The consensus in the US is that growth will slow and the economy will enjoy a “soft landing”. This is a comforting term but what does it mean? To us it looks like the slowdown in activity levels may not be comfortable at all.
Our forecast for this year is that the growth rate will reduce to about 2 per cent but the slowdown will not be uniform. Despite recent signs of stability, housing’s contribution will be lower but other parts of the economy will continue to expand at or near trend rate and so slower growth is not likely to be matched by lower inflation.
The problem is with the jobs market, which is tight and likely to tighten further. In the past few years, initial estimates of jobs growth have regularly been revised upward as the surveys have struggled to keep up with what has been going on. The difference between initial and revised totals is about 1.5 million jobs.
Despite growth in the workforce, this trend has meant that unemployment has fallen to around 4 per cent, with skill shortages increasingly a concern. This phenomenon illustrates how mature the productivity cycle is in the US. With capacity utilisation high and multi-shifting in place, companies are meeting increases in demand with new hires, with an obvious implication for wage rates. Higher labour costs have negative implications for bonds and equities because of the implications for interest rates, inflation and profit margins.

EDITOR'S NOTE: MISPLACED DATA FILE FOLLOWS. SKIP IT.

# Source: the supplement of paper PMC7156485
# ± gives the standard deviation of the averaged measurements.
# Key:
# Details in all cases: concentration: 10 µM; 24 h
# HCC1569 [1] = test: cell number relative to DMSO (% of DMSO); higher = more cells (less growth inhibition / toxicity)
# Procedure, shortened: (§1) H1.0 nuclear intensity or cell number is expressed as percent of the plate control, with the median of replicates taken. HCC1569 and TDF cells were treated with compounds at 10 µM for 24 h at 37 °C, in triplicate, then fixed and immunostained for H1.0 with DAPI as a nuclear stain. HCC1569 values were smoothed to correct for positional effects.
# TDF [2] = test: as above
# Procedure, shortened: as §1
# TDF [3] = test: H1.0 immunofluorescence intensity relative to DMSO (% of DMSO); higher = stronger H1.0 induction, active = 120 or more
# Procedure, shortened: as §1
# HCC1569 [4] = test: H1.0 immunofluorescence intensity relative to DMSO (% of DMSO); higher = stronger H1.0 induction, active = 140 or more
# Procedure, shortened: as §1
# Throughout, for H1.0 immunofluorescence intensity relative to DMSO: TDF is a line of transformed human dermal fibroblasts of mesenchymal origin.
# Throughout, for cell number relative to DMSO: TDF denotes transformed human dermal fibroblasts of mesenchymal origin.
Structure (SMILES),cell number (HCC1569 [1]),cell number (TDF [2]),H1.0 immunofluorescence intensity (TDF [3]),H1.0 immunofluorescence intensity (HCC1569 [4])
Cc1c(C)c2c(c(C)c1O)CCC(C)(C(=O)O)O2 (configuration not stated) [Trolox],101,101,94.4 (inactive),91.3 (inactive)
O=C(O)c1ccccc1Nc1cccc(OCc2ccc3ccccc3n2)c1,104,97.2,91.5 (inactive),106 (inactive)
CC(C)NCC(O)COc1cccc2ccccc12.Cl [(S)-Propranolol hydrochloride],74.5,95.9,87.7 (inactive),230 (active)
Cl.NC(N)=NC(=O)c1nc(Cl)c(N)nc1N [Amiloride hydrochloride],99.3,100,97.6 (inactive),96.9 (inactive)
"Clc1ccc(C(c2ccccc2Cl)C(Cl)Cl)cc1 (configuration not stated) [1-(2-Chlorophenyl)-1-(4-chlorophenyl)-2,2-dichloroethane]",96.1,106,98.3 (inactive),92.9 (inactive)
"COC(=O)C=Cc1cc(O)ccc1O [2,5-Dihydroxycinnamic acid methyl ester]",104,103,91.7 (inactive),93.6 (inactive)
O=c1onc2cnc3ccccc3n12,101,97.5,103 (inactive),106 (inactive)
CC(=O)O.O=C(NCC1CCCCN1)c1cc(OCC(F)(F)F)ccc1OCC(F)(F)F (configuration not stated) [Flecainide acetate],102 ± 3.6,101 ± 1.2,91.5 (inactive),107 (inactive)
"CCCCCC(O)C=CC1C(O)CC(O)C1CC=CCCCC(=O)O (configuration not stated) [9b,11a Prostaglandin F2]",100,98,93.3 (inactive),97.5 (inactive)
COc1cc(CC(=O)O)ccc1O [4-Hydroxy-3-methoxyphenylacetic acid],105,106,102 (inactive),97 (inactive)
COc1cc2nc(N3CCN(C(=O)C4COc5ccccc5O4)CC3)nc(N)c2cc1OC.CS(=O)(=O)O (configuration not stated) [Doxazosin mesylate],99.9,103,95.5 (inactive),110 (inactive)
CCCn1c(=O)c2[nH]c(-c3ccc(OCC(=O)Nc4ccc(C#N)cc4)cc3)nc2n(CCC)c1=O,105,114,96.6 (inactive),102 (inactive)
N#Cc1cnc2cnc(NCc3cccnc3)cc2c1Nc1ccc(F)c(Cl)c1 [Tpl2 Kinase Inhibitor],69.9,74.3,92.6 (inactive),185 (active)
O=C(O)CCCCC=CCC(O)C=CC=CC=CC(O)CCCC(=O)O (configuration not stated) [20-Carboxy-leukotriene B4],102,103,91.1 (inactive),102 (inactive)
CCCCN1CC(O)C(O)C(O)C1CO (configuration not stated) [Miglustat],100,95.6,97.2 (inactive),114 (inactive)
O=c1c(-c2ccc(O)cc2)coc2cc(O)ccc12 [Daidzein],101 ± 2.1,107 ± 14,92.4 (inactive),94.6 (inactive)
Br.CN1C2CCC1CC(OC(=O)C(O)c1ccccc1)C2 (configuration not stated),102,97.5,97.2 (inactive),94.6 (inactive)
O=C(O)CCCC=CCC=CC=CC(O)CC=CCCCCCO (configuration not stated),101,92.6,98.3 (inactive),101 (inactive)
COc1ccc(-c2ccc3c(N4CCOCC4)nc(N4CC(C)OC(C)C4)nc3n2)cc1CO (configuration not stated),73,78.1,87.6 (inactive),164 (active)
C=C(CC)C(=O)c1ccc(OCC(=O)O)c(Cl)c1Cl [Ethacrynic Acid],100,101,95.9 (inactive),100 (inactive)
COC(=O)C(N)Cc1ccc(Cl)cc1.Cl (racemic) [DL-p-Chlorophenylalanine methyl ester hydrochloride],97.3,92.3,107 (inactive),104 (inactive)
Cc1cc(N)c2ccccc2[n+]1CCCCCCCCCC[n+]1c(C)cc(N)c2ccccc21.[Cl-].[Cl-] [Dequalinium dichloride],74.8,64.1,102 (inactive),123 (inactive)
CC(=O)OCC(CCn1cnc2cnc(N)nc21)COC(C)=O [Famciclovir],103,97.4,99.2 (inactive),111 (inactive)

Inflation is above the Fed target rate so that upward pressure on wages will be a concern. The scope for falling interest rates against a backcloth where growth is still robust and where inflationary threats are present is low. Why does the Fed need to ease when overall conditions are still buoyant? More likely is that rates stay near current levels for some months ahead. Where this might be positive news is in the currency markets but the dollar is presently subject to different pressures.
The problem is that in order to balance its trade deficit, the US needs huge inflows from external investors – about $800bn a year. Although the US appetite for capital inflows continues, the willingness of others to feed it is diminishing. If demand for dollars falters, new buyers must be found and the way this will be achieved is by making the terms more attractive – cutting the price or, in this particular context, letting the dollar decline.
The US is cheaper than it was but as yet is not cheap enough relative to opportunities available elsewhere.
John Kelly is head of client investment at Abbey.